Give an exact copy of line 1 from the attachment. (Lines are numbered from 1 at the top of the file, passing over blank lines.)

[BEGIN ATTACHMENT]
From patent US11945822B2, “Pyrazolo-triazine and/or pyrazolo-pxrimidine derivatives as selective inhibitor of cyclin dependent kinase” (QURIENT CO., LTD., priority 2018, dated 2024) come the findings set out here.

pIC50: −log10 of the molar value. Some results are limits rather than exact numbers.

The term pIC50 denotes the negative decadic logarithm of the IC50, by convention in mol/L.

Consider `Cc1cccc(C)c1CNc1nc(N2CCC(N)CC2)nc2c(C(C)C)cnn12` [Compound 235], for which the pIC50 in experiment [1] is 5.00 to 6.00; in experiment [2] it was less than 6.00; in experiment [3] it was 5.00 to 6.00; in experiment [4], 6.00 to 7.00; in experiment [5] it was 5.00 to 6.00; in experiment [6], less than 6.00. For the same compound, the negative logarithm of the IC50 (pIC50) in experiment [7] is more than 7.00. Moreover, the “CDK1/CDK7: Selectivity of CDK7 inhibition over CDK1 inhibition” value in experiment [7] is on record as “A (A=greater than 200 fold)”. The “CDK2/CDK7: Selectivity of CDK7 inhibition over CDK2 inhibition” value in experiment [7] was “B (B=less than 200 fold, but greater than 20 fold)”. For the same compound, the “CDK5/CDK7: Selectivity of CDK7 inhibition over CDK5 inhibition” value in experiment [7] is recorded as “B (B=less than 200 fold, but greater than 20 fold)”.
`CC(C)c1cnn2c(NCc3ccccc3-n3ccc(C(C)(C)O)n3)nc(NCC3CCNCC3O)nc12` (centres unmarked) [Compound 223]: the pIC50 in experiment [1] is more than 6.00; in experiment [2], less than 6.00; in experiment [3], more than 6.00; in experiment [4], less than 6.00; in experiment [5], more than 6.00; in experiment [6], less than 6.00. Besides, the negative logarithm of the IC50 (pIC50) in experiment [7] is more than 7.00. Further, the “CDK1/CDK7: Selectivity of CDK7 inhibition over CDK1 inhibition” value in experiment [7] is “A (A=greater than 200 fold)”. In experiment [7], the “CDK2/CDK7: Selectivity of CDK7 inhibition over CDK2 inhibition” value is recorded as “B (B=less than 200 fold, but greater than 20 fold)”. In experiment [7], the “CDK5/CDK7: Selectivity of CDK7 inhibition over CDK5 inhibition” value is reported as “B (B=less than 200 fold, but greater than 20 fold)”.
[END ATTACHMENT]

From patent US11945822B2, “Pyrazolo-triazine and/or pyrazolo-pxrimidine derivatives as selective inhibitor of cyclin dependent kinase” (QURIENT CO., LTD., priority 2018, dated 2024) come the findings set out here.